Tea Party poll results may mislead

Enjoy yourselves, Tea Partyers. You are one-third of the way through your 15 months of fame and there are still reasons to party like it’s 1996. But take a few moments from your merriment to think about your next moves. Are you a political party or just a movement? Pondering that choice might force you to sober up to make some tough choices before finishing your journey.

Those choices are going to be made tougher by an incongruous poll released by the Rasmussen organization this week. Just when the consensus seemed to be emerging among Tea Partyers that the movement is just that, a movement, provocateur Scott Rasmussen gratuitously and self-servingly stirred the pot by asking a generic congressional ballot question about a hypothetical situation in which Tea Party nominees run in three-way races against Republicans and Democrats. Of course, he found that Tea Party candidates would overwhelm congressional Republicans, handing first place to the Democrats.


The generic trial heat numbers, if you missed them, are 36 percent for the Democrats, 23 percent for the Tea Party and 18 percent for the beleaguered Republicans.

What’s a rational Tea Party organizer supposed to think?

It seems evident that the movement should formally become a party and nominate candidates. That appears to be what the topline numbers are screaming. But is it really all that clear? There are a few other numbers from this poll that Tea Party organizers should ponder.

First, only 27 percent of those polled say they have very closely followed “the Tea Party movement.” Even among those voters who later chose the Tea Party candidate, only 54 percent say they have followed the movement very closely. So the so-called choice of a Tea Party candidate was often made by self-confessed slackers. That’s hardly a solid foundation for optimism that the early choice of a Tea Party candidate will stick.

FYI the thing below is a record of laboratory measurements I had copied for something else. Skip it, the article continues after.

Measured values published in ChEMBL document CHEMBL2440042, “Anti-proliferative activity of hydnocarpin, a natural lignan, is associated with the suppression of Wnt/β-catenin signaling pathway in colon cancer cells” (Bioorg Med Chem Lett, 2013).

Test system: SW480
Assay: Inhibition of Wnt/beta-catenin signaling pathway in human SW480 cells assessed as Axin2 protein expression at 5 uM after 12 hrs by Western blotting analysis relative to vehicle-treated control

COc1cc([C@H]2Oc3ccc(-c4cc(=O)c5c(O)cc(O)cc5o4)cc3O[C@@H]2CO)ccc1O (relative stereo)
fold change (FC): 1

There are other signs that Rasmussen’s Tea Party ballot inflates the actual potential for real-world success in congressional races.

Crosstabs reveal that almost three in 10 voters who chose the Tea Party candidate also told the pollsters they were not sure that “an entirely new party is needed to represent the American people.”

Similarly, 16 percent of those who ostensibly voted for the Tea Party candidate are not sure, in response to a separate question, that they have a favorable impression of the Tea Party movement.

So there is room for speculation that a goodly share of the present Tea Party vote — say, 25 to 52 percent of it — is apt to abandon a third party once things percolate, leaving the insurgents closer to 12 to 17 percent in a three-way race, based on current polling. It’s a nice showing for a new party, but hardly competitive.

There are more interesting results buried deeper in the crosstabs. Sixty-one percent of voters who were undecided on the generic congressional ballot don’t believe we need a new party, so that places a low ceiling on the prospects for persuading many undecided voters to drink the Tea.


Also, voters who choose the Democrat congressional candidate today are more likely to believe that an entirely new party is needed than are voters who chose the Republican candidate.

When Democrat voters are more interested than Republican voters in a new party, it’s not a favorable context for Tea Party success.
Polls like Rasmussen’s are rigged to fool the naïve.

They are designed to create a hypothetical reality that can probably never exist. Partisan pollsters are guilty of the same thing when they hype poll results implying that a strong incumbent is vulnerable to a challenge from a “Candidate B” who seems to posses all the right traits. Beware of pollsters bearing false gifts.

Hill has been a Republican pollster since 1984. This cycle he is polling for gubernatorial campaigns in four states.